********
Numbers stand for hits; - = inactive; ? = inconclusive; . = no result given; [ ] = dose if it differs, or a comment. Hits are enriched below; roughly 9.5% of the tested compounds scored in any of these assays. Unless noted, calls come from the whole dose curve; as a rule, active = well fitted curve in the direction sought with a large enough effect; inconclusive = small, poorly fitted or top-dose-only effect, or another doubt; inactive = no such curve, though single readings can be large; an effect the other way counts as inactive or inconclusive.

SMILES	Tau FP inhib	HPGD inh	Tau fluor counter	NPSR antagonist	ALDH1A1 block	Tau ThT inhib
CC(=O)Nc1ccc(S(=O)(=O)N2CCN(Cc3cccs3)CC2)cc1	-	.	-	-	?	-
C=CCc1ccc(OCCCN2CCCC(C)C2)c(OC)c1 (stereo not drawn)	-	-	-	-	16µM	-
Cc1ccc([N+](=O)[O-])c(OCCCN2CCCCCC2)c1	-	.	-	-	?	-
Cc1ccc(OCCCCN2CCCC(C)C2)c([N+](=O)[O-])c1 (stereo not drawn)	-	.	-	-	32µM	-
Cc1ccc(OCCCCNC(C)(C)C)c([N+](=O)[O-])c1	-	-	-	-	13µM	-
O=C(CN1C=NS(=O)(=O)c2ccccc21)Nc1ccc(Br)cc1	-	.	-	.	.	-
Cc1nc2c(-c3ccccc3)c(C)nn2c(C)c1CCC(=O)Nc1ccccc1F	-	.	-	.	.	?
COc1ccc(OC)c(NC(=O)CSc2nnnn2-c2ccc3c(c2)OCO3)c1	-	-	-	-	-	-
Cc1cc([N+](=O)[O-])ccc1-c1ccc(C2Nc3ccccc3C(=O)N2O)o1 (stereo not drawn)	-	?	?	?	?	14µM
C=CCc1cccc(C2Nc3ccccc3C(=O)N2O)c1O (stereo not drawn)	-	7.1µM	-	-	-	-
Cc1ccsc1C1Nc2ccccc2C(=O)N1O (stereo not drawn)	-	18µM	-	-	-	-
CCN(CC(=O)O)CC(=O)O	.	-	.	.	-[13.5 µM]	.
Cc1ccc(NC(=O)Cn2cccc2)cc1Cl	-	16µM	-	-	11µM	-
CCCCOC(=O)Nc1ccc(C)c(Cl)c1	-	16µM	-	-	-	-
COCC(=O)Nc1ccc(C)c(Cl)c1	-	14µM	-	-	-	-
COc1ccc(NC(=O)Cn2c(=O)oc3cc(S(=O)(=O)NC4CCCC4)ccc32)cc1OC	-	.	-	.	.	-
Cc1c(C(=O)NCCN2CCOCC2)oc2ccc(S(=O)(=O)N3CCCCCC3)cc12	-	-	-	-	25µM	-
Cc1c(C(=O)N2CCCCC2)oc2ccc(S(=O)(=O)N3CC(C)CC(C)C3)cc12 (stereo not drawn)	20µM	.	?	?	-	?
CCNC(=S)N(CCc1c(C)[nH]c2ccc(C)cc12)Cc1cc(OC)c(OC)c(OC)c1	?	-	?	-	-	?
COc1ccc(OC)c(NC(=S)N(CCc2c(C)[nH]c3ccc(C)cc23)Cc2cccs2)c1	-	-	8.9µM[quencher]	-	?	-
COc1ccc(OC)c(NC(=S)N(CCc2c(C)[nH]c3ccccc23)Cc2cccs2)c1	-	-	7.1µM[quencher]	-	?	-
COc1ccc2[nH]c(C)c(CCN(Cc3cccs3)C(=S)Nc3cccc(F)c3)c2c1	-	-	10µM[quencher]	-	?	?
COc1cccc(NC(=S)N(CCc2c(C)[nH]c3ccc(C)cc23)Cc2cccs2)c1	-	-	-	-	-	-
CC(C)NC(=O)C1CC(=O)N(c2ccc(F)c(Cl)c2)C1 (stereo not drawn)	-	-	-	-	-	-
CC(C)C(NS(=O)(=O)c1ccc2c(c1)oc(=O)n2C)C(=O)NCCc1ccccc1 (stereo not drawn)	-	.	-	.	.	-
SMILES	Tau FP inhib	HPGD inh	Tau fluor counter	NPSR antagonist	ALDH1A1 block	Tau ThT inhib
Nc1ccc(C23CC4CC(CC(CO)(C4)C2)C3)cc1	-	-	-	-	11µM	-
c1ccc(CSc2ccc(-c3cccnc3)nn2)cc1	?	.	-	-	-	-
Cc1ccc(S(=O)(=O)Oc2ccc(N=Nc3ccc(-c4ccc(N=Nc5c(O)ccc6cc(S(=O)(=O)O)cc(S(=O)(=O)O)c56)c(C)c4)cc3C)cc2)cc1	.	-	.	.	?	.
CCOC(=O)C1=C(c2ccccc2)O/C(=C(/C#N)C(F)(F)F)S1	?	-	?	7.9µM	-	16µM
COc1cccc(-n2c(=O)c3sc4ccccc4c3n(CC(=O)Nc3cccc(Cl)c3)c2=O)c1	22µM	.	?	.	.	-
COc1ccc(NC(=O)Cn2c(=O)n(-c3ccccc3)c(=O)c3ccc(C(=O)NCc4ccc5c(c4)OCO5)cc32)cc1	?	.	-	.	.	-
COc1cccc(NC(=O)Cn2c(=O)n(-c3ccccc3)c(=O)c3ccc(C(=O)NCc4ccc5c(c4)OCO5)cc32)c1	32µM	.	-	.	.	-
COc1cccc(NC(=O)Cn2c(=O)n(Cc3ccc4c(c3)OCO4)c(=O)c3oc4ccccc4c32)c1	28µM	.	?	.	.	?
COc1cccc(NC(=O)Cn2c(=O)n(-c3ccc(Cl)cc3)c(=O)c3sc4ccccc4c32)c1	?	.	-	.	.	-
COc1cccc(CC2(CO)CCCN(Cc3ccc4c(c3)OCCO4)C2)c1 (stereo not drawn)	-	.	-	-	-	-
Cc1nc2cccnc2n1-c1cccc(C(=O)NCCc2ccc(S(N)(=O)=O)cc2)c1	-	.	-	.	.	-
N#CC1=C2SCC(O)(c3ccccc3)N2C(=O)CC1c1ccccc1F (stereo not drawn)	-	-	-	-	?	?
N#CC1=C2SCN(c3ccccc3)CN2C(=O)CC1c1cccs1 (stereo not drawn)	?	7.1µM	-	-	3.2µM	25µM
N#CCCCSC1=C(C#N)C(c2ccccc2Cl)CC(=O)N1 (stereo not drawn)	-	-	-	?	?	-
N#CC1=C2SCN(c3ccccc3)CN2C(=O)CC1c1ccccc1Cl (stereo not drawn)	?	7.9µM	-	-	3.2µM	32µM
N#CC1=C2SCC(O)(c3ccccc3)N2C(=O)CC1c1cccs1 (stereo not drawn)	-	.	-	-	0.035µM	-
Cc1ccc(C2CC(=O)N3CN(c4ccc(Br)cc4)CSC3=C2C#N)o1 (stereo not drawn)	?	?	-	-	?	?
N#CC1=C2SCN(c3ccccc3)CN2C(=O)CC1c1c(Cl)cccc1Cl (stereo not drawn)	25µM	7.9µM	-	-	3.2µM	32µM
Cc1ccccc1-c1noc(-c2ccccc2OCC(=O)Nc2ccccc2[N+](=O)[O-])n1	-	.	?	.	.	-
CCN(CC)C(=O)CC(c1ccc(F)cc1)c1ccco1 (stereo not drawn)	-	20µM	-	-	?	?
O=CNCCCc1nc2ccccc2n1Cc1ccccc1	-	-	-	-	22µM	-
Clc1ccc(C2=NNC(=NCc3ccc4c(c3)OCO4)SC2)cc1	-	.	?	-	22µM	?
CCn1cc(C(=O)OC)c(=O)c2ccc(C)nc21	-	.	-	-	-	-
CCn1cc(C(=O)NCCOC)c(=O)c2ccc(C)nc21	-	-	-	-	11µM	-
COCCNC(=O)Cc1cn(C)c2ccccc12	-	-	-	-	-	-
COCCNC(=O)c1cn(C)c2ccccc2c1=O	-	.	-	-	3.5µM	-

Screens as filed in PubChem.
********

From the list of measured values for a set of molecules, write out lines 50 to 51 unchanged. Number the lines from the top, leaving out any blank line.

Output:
Clc1ccc(C2=NNC(=NCc3ccc4c(c3)OCO4)SC2)cc1	-	.	?	-	22µM	?
CCn1cc(C(=O)OC)c(=O)c2ccc(C)nc21	-	.	-	-	-	-